Changing our country’s perception on abortion comes through educating people about the fetus and stages of pregnancy. It comes from persuading them to choose adoption instead of abortion, if they really don’t want to raise their child. It comes from talking to pregnant, unwed mothers about the consequences of their choices and about the little life that is growing inside of them. It’s come through education, NOT through legislation.

And so my view on the drinking age is: why not lower it? Any underage student who really wants to drink is going to do it, regardless of whether they’re legal or not. They’re just confined to some dingy, damp college house basement with beer kegs and plastic cups instead of a nice, clean restaurant with martinis and glasses.

And let’s think about this: any student who is moral and straight-laced enough to say “I am not yet 21, so I am going to wait to drink”–what are the chances that that same student is going to binge drink when they do become of age? Wouldn’t their morality be a little inconsistent if they did? The students who are binge drinking are rebels–they don’t care what the legal drinking age is. They’ll do it in whatever way they can.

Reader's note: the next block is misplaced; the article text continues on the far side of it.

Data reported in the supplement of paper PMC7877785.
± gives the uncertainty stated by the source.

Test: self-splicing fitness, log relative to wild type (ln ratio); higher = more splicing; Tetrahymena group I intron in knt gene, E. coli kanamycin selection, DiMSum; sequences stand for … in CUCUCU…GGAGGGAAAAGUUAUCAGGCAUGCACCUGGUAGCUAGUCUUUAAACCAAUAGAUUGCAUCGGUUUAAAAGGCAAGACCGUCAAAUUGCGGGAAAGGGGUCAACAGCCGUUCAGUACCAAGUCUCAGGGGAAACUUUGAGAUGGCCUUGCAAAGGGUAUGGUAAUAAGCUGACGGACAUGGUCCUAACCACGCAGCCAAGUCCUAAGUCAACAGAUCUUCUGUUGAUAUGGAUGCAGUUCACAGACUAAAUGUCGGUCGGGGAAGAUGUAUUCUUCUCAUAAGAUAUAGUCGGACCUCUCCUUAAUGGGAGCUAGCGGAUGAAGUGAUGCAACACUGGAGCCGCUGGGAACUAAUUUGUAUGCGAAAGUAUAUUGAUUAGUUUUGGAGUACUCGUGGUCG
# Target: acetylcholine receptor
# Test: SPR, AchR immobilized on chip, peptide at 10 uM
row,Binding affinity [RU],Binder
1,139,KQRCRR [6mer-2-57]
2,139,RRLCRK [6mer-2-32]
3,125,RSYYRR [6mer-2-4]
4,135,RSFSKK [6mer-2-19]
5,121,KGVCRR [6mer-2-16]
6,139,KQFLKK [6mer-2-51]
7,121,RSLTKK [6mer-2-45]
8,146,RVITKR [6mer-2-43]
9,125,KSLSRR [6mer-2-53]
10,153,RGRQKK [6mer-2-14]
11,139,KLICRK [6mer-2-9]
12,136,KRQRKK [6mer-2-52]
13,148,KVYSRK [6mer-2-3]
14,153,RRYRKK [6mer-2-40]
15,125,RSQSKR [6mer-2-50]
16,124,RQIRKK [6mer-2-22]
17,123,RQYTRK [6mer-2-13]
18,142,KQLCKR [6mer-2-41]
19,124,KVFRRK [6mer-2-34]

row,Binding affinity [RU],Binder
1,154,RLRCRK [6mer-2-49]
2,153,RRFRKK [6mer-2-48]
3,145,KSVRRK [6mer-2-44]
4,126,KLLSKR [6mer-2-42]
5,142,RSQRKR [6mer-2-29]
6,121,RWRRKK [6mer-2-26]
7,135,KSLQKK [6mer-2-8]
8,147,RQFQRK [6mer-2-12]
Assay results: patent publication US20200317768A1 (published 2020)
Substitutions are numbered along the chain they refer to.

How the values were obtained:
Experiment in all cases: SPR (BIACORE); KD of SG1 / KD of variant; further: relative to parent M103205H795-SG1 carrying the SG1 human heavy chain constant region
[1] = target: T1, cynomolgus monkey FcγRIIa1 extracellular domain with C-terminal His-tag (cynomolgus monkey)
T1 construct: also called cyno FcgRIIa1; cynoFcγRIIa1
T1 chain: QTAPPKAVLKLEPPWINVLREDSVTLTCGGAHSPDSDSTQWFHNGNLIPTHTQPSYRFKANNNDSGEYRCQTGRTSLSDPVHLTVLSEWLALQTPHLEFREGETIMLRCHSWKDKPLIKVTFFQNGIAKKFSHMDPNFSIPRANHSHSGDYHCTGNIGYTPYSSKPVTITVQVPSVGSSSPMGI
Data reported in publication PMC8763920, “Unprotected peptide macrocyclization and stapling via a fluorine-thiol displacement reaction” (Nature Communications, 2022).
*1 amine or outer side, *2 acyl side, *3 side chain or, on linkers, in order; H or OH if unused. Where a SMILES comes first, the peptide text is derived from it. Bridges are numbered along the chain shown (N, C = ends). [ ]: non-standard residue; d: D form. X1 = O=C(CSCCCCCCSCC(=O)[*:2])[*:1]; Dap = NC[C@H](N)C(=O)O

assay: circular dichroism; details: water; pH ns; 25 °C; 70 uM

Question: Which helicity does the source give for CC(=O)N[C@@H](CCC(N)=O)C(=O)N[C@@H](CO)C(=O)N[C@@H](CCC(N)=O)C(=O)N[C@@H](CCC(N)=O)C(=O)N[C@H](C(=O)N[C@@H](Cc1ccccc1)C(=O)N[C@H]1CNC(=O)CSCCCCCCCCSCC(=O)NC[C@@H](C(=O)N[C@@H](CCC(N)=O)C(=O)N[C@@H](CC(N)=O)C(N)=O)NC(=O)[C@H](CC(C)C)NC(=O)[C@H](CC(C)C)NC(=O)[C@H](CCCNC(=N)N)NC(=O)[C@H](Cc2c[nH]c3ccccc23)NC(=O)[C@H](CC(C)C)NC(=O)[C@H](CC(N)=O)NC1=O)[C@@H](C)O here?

My main point: lowering the drinking age to 18 wouldn’t cause a drunken epidemic amoung college-age students–at least not one any bigger than the one already occurring.

Grace for pregnant teens

13 Aug

While staying on the up and up regarding youth culture for my job, I have noticed that about 85% of articles lately are about teen pregnancy–many specifically about Jamie Lynn Spears. Christians are arguing that the media and movie stars are making teen pregnancy look cool and glamorous. Statistics like those from Gloucester High (where 17 girls got pregnant last year instead of the normal 3-4) make the rates of teen pregnancy alarming–making some feel like our country is going to hell in a handbasket.